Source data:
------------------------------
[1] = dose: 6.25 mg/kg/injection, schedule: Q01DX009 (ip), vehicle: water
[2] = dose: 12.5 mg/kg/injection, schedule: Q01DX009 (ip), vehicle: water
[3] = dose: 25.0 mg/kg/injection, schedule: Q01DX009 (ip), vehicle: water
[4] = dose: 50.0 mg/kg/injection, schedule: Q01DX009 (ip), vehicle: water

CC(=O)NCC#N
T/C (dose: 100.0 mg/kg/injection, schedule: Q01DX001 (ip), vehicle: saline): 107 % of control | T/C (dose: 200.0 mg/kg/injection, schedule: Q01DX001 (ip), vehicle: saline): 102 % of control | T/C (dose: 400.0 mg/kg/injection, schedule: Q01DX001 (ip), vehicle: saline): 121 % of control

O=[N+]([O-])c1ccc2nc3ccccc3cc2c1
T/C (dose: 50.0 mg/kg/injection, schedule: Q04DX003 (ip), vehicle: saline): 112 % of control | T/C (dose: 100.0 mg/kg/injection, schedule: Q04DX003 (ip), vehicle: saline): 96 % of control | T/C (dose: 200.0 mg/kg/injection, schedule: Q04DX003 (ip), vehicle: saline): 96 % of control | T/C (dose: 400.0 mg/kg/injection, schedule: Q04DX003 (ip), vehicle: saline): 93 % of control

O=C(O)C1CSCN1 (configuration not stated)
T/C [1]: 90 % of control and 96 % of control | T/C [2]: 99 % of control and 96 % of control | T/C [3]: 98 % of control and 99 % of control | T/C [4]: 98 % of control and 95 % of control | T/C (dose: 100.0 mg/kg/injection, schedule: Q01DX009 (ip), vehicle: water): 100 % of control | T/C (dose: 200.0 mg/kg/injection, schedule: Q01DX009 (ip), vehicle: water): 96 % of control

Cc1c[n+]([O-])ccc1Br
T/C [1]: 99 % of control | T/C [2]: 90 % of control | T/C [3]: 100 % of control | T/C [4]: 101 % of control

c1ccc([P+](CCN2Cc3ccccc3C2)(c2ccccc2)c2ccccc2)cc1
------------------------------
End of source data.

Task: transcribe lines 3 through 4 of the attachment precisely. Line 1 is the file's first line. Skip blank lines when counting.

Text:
[3] = dose: 25.0 mg/kg/injection, schedule: Q01DX009 (ip), vehicle: water
[4] = dose: 50.0 mg/kg/injection, schedule: Q01DX009 (ip), vehicle: water